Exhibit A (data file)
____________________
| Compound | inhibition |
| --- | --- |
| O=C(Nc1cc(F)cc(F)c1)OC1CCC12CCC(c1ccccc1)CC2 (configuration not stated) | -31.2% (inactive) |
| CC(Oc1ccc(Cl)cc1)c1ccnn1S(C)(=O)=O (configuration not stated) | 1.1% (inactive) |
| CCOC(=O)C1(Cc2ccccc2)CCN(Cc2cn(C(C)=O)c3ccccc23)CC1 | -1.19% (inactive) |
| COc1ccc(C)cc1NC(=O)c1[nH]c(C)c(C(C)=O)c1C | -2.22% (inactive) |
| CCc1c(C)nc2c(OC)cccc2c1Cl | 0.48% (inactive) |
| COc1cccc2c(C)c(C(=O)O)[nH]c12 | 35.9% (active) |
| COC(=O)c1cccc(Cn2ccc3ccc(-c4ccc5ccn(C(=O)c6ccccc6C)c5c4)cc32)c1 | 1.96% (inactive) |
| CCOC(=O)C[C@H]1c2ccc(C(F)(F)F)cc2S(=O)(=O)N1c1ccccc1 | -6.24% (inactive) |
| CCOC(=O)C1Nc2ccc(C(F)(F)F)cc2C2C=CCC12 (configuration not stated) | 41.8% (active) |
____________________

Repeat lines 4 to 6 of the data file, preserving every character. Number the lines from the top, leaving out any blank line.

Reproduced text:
| CC(Oc1ccc(Cl)cc1)c1ccnn1S(C)(=O)=O (configuration not stated) | 1.1% (inactive) |
| CCOC(=O)C1(Cc2ccccc2)CCN(Cc2cn(C(C)=O)c3ccccc23)CC1 | -1.19% (inactive) |
| COc1ccc(C)cc1NC(=O)c1[nH]c(C)c(C(C)=O)c1C | -2.22% (inactive) |